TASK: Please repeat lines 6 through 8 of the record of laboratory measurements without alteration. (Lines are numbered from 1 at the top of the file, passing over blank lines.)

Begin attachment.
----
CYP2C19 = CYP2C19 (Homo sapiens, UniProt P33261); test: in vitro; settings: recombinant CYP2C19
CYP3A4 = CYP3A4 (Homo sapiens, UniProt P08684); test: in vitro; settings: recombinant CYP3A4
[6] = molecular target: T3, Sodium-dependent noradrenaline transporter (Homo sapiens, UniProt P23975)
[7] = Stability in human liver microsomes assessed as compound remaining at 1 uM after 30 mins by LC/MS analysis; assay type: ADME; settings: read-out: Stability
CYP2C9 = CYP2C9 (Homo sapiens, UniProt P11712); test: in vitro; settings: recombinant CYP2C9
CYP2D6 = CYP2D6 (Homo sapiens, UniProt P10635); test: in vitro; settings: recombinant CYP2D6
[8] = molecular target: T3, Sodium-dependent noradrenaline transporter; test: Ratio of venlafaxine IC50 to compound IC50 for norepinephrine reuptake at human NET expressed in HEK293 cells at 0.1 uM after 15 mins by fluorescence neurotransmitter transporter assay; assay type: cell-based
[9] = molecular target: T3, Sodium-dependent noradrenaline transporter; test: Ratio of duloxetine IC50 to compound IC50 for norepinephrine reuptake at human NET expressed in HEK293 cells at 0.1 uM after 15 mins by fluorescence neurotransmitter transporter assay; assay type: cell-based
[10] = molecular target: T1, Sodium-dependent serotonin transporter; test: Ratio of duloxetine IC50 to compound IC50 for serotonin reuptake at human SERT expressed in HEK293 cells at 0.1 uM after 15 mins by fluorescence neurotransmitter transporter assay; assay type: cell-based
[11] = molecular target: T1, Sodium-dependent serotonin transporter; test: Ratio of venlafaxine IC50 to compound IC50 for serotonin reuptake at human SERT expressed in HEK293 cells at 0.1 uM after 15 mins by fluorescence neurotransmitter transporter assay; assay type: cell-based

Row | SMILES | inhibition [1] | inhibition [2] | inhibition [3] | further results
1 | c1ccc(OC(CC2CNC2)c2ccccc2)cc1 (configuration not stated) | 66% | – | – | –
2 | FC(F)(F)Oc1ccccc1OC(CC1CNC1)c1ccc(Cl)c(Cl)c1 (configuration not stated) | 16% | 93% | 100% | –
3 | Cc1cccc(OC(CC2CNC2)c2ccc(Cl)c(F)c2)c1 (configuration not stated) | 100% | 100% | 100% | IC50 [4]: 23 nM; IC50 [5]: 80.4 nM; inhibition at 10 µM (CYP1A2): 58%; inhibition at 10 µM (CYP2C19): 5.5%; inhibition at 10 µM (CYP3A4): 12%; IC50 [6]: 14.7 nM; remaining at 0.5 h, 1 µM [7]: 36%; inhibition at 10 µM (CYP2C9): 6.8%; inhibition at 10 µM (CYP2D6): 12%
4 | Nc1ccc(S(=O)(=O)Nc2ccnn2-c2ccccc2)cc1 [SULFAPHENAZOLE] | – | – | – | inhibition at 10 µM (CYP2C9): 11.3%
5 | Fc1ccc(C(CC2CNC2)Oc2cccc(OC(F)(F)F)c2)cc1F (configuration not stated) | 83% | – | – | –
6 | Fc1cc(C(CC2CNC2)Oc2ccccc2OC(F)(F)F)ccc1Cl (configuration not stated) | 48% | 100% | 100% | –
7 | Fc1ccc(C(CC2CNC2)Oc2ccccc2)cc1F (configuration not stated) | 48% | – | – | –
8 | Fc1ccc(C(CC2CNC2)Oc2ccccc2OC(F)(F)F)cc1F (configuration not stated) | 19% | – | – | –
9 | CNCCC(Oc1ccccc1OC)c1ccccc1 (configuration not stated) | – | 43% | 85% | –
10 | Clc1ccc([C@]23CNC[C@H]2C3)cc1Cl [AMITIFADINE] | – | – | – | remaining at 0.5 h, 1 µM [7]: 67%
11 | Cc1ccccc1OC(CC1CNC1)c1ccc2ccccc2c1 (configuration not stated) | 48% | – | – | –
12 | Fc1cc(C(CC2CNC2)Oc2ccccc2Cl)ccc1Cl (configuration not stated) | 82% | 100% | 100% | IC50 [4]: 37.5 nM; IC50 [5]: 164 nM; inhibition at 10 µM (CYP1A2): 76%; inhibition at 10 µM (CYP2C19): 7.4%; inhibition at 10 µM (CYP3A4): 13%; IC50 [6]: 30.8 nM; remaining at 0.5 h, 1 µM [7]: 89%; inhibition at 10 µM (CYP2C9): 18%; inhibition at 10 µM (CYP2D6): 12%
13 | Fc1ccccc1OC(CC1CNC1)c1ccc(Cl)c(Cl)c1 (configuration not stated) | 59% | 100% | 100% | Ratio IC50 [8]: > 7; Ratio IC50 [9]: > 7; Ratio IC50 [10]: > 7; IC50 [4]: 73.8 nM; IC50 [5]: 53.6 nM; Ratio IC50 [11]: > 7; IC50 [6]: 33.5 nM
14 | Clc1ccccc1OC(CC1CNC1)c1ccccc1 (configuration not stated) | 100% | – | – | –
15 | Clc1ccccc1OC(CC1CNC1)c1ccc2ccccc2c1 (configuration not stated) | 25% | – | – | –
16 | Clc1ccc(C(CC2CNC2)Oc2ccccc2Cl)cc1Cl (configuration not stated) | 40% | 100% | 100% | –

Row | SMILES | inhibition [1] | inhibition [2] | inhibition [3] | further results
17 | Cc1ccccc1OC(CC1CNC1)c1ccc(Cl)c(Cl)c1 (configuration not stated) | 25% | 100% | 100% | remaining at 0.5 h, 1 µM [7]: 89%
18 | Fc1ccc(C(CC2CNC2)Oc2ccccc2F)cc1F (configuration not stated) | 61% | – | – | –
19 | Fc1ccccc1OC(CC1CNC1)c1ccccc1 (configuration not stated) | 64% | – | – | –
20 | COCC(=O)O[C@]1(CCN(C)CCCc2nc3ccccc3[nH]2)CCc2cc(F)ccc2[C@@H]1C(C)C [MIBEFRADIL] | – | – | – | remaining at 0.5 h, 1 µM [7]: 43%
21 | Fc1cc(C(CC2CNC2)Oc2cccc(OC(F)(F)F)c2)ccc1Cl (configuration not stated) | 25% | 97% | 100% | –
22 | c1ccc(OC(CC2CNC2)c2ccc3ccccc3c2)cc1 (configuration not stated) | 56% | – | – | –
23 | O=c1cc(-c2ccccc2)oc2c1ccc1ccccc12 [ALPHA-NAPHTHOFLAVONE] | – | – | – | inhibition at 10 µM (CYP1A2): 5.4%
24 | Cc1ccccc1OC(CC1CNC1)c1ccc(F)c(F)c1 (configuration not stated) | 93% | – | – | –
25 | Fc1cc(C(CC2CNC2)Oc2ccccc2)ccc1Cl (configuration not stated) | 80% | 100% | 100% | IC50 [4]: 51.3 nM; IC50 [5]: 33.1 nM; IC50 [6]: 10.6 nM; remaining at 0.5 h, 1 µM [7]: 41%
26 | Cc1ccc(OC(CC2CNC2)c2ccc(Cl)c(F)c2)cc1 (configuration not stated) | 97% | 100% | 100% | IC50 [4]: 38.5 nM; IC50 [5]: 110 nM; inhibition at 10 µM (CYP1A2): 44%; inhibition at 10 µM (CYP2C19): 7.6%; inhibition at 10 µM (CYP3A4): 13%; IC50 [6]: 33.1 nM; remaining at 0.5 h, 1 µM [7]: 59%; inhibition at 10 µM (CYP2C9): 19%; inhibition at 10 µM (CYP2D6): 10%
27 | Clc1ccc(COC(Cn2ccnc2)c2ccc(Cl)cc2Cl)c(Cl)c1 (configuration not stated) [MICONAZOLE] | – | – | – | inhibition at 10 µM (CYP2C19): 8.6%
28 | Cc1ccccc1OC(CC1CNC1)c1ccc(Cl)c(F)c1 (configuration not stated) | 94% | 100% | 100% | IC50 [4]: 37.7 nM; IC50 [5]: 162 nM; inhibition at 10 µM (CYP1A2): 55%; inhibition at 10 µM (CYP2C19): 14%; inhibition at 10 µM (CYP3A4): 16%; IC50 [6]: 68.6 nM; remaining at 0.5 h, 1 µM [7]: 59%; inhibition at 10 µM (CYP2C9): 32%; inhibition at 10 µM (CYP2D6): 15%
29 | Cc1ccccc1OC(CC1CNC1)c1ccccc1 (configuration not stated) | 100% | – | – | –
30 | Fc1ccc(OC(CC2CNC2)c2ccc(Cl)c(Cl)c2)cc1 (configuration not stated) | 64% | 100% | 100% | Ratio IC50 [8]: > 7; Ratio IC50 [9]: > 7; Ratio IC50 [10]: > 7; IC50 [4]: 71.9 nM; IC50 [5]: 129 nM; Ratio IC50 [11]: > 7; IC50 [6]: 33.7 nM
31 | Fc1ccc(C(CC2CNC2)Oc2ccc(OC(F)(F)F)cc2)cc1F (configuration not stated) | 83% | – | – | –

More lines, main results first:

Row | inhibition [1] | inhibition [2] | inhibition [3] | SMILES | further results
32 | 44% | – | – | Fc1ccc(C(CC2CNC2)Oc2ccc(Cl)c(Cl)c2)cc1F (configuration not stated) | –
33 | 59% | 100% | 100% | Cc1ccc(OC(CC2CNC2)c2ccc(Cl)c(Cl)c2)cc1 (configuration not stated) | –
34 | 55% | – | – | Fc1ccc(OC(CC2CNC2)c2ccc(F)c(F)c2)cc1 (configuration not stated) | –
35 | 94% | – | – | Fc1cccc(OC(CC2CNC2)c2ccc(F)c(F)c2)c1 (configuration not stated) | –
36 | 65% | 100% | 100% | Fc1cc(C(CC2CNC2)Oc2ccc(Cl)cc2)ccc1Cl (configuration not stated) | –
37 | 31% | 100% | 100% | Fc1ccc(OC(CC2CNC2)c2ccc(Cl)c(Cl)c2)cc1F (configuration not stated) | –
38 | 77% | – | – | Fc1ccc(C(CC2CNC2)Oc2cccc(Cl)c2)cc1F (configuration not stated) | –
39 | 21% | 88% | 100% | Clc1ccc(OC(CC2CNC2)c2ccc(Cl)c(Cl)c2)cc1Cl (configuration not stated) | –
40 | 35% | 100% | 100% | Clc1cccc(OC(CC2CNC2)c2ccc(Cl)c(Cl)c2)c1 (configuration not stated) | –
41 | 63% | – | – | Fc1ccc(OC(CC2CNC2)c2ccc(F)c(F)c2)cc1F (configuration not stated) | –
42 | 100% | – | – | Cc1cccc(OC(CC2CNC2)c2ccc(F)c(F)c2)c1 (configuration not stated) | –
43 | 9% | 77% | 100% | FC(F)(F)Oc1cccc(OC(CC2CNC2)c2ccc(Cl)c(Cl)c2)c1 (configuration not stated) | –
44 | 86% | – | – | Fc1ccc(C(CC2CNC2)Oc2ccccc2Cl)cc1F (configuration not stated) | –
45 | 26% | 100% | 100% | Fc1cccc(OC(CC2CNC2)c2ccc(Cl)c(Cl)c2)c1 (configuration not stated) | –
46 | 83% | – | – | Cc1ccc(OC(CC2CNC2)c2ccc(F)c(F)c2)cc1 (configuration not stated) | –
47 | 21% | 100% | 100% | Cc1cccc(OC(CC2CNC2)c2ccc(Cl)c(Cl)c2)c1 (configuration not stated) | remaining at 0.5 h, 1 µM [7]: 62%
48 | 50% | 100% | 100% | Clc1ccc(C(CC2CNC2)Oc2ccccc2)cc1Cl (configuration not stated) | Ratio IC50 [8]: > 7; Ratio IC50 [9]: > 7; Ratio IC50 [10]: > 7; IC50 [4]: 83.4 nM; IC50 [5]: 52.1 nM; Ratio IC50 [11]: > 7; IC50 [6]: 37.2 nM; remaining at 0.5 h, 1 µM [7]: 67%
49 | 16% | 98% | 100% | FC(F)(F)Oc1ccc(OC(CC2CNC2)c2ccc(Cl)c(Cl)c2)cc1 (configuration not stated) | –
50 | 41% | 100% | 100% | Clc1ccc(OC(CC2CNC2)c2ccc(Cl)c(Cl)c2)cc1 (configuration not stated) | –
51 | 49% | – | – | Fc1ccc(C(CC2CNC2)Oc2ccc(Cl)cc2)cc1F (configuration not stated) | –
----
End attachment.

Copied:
CYP2D6 = CYP2D6 (Homo sapiens, UniProt P10635); test: in vitro; settings: recombinant CYP2D6
[8] = molecular target: T3, Sodium-dependent noradrenaline transporter; test: Ratio of venlafaxine IC50 to compound IC50 for norepinephrine reuptake at human NET expressed in HEK293 cells at 0.1 uM after 15 mins by fluorescence neurotransmitter transporter assay; assay type: cell-based
[9] = molecular target: T3, Sodium-dependent noradrenaline transporter; test: Ratio of duloxetine IC50 to compound IC50 for norepinephrine reuptake at human NET expressed in HEK293 cells at 0.1 uM after 15 mins by fluorescence neurotransmitter transporter assay; assay type: cell-based